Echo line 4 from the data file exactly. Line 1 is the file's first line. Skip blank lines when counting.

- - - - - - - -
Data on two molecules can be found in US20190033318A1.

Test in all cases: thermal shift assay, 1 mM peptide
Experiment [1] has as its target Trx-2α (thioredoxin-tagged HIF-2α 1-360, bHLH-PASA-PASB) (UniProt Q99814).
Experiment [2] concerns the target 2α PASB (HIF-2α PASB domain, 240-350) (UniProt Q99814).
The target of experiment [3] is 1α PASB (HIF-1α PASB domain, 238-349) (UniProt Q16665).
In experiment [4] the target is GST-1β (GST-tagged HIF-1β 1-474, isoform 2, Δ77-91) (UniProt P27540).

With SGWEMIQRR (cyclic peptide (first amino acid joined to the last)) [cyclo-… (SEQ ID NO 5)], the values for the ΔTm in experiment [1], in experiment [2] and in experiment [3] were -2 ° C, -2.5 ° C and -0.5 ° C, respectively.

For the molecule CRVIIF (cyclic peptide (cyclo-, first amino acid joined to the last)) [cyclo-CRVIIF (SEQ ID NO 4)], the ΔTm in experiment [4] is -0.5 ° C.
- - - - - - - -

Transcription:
Experiment [2] concerns the target 2α PASB (HIF-2α PASB domain, 240-350) (UniProt Q99814).